22 Top-Rated Things to Do in Lexington, KY
Author Bryan Dearsley traveled to Kentucky in the fall of 2022 to explore its cities, including Lexington, home of the thoroughbred racehorse.
The beautiful city of Lexington, famous as the "Horse Capital of the World", is undoubtedly one of my favorite places to visit in Kentucky. In addition to being America's home of thoroughbreds and horse racing, Lexington is also well-known for its music and entertainment scenes.
Ranked the third safest city to visit in the USA, Lexington is also filled with numerous other fun things to do, including an endless array of historical, natural, and cultural attractions to explore. Among them, the Mary Todd Lincoln House provides perspective on this influential First Lady, while the Aviation Museum of Kentucky highlights the state's high-flying history.
Looking for fun things to do in Lexington after nightfall? For a fun evening activity, grab a bite to eat and afterward, catch the latest indie or blockbuster movie at the historic Kentucky Theatre or head to The Summit at Fritz Farm for a high-end shopping experience.
Whether you're visiting for a day or a romantic Kentucky weekend getaway, before heading out to explore the city and the beautiful surrounding countryside be sure to read through our list of the best things to do in Lexington, Kentucky.
- 1. Take a Tour and Watch a Race at Keeneland
- 2. Visit a Working Horse Farm at the Kentucky Horse Park
- 3. Where Abe's Wife Stayed: Mary Todd Lincoln House
- 4. See the Foals and Yearlings at Mill Ridge Farm
- 5. Visit Ashland: The Henry Clay Estate
- 6. Explore the Past at Lexington Cemetery
- 7. See the Blooms at The Arboretum State Botanical Garden of Kentucky
- 8. Take Flight at The Aviation Museum of Kentucky
- 9. Get Outdoors at Raven Run Nature Sanctuary
- 10. Take a Stroll through Thoroughbred Park
- 11. See a Movie at the Kentucky Theatre
- 12. Learn about Plantation Life at Waveland State Historic Site
- 13. Stop in at the Lexington Visitor Center
- 14. See the Trotters at Red Mile Harness Track
- 15. Hopemont: The Hunt-Morgan House
- 16. Take a Tour of the University of Kentucky
- 17. Go for a Drive on a Kentucky Scenic Byway
- 18. Wander around Gratz Park Historic District
- 19. See a Game at Kroger Field
- 20. Take in a Performance at Lexington Opera House
- 21. Shop at The Summit at Fritz Farm
- 22. Take the Family to Fort Boonesborough State Park
1. Take a Tour and Watch a Race at Keeneland
Keeneland is the place to visit if you're interested in horses and horse racing. In addition to its two racing seasons held each spring and fall, this popular attraction is well-known internationally as the world's leading auction place for thoroughbreds.
Open to the public year-round, this 147-acre oasis is just a few minutes' drive from downtown Lexington and makes for a fun diversion at any time of year. In addition to experiencing the thrill of its race seasons, there are many other great reasons outside of race day to visit Keeneland, including simply touring the facility and soaking up the aura of thoroughbred racing culture.
One of the highlights of a visit here is watching the thoroughbreds doing their morning training runs. Other fun things to check out include extensive historical archives of the thoroughbred industry in the property's reference library, a retail shop with equestrian-themed gifts, and the Keeneland Kids Club for those 12 and under.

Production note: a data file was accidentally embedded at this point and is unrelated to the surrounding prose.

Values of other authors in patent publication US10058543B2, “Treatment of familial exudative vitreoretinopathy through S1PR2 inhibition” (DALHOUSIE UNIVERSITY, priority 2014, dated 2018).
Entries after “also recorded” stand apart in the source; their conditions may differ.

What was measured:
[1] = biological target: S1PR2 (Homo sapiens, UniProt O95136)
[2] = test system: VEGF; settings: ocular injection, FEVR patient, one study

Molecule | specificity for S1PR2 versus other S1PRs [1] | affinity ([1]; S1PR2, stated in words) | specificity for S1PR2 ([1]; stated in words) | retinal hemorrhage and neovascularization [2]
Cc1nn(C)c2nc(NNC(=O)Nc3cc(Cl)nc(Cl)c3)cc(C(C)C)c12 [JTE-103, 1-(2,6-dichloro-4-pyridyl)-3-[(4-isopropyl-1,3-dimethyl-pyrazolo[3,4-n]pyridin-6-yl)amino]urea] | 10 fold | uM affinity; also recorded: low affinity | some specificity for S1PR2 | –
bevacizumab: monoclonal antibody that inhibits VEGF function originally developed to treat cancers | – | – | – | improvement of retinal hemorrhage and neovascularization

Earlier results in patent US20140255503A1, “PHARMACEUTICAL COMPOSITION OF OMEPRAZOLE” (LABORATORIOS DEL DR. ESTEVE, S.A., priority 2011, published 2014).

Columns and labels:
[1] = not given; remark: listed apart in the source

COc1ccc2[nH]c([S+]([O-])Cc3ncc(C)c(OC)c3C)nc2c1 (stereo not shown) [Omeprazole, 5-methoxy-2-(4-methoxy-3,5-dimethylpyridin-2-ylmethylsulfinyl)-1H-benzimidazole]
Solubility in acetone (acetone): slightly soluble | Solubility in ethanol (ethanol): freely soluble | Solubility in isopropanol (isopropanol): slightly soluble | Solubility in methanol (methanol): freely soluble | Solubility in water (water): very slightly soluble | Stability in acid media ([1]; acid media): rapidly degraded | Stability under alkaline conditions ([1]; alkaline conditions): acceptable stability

The grounds are also accessible for those simply wanting to enjoy this beautiful park-like setting in Kentucky. Feeling peckish? Visitors are always welcome at the Keeneland Track Kitchen, the attraction's on-site restaurant. Here, you'll have the chance to grab a bite to eat while rubbing shoulders with jockeys, owners, and Keeneland staffers.
A great way to get to see Keeneland is via a fun half-day thoroughbred horse farm tour. These informative excursions include a walking tour of the famous racecourse led by an enthusiastic guide, along with a visit to a working farm to see thoroughbred foals, yearlings, and mares, many of them retired racehorses themselves.
Address: 4201 Versailles Road, Lexington, Kentucky
2. Visit a Working Horse Farm at the Kentucky Horse Park
The world-famous Kentucky Horse Park lies 10 miles north of Lexington (I 75, exit 120) and is considered one of the top attractions in Kentucky whether you're a horse lover or not. A working horse farm that's open to the public, it offers all kinds of information on horses.
If it's your first visit to the "Bluegrass State" and its deep-rooted love of all things equestrian, the horse park is a good first step in learning about these magnificent creatures and their place in Kentucky's culture and history.
You can meet retired racing legends in the Hall of Champions Barn, see unique and rare breeds at the Parade of Breeds Show, and learn about real horsepower at the Draft Horse Demonstration. You can also experience a historic horse-drawn trolley tour and explore equine history at the park's International Museum of the Horse.
After learning so much about horses, you may even be inspired to get in the saddle. The Kentucky Horse Park offers a guided 30-minute horseback trail ride through the park's paddocks. Pony rides are available for the youngest horse enthusiasts.
Are you traveling to Lexington with an RV? Then you may want to consider booking a stay at the Kentucky Horse Park. The park has 260 camping spots available with 20/30/50 amp service.
Address: 4089 Iron Works Parkway, Lexington, Kentucky
3. Where Abe's Wife Stayed: Mary Todd Lincoln House
Construction of Mary Todd Lincoln House was completed in 1806 when it served initially as an inn. It was later purchased in 1832 by Robert S. Todd as a home for his family. Mary Todd, who would later become Abraham Lincoln's wife, visited her girlhood home often throughout her life.